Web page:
The Trade Practices Amendments (Australian Consumer Law) Bill 2009 (Bill) has been passed by the Senate. The Bill amends the Trade Practices Act 1974 (Cth) and the ASIC Act 2001 (Cth) to introduce new civil penalties for consumer (or investor) protection breaches, new enforcement powers for regulators to pursue alleged consumer protection breaches and a national unfair terms regime.
Civil penalties and enforcement powers take effect from the date after Royal Assent and unfair terms takes effect from the day of proclamation, which will not be sooner than 1 July 2010.
Given the amendments, the Bill is now expected to go back to the House of Representatives for endorsement, but it is very likely to be passed given the support of the Opposition for the Bill. With Phase 1 complete, energy will now shift to Phase 2 of the Australian Consumer Law, with the Trade Practices Amendment (Australian Consumer Law) Bill (No. 2) introduced into the House of Representatives today, which the Government hopes to have passed in the Winter Sittings.
The national unfair contract terms regime will apply to:
terms in “standard form contracts”, with contracts presumed to be standard form unless the party advantaged by the term proves otherwise
entered into by “consumers”, who are “individuals whose acquisition of the goods, services or interest is wholly or predominantly for personal, domestic or household use or consumption”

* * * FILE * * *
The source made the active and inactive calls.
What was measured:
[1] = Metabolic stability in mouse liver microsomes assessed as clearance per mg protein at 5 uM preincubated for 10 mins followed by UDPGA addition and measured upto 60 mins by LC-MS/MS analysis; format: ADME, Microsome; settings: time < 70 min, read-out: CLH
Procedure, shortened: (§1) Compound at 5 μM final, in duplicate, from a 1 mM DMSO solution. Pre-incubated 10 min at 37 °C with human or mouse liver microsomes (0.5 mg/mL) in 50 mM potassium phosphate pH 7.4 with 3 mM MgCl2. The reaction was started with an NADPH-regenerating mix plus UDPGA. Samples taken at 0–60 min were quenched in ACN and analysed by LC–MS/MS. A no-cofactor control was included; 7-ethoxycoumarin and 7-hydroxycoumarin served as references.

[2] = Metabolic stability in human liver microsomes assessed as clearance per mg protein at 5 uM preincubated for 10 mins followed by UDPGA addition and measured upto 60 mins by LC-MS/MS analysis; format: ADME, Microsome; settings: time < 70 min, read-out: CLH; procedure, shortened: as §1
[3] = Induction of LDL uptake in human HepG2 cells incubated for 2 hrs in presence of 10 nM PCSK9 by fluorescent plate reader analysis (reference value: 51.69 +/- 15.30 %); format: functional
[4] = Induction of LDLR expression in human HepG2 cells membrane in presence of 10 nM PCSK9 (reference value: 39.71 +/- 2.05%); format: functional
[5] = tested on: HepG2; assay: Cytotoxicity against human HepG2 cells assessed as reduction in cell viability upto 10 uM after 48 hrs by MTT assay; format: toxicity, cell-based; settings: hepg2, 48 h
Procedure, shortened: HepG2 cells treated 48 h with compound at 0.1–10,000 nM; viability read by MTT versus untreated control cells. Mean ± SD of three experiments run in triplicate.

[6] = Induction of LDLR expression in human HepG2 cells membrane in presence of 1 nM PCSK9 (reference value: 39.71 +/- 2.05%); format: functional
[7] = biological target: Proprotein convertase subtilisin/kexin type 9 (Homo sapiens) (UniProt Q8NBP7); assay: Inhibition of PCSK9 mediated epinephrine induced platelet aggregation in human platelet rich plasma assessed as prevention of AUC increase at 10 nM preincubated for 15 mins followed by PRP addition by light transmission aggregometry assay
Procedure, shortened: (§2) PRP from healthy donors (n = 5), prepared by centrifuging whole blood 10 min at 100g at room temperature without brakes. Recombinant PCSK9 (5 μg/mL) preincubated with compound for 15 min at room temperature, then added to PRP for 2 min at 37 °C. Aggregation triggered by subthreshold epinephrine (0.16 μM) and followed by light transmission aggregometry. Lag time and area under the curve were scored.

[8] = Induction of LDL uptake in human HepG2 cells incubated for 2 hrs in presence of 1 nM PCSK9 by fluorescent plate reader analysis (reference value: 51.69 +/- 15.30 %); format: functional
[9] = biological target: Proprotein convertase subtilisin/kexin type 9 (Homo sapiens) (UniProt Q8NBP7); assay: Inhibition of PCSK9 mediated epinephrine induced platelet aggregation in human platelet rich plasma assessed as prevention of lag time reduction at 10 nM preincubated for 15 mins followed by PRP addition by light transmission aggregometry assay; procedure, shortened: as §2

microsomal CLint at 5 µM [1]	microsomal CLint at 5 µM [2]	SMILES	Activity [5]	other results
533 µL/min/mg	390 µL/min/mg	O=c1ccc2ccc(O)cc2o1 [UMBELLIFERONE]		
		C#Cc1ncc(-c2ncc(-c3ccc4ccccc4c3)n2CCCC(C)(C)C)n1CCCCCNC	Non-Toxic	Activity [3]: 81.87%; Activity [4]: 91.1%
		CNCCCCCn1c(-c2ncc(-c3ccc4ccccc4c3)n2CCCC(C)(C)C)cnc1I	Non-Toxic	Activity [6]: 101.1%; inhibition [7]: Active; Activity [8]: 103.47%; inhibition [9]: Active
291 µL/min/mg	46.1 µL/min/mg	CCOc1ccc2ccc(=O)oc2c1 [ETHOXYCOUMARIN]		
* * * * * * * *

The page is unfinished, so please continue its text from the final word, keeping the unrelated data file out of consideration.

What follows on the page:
across all industries and sectors of the economy (including financial services).
The regime will apply to contracts entered, renewed or varied after the commencement date. Where a contract is varied, the regime will only apply to the varied term (and not to the contract as a whole).
The regime will not apply to:
terms that define the main subject matter of the contract or that are required or expressly permitted by law
terms that set the “upfront price” payable under the contract, which is “consideration that: (a) is provided, or is to be provided, for the supply, sale or grant under the contract; and (b) is disclosed at or before the time the contract is entered into; but does not include any other consideration that is contingent on the occurrence or non-occurrence of a particular event”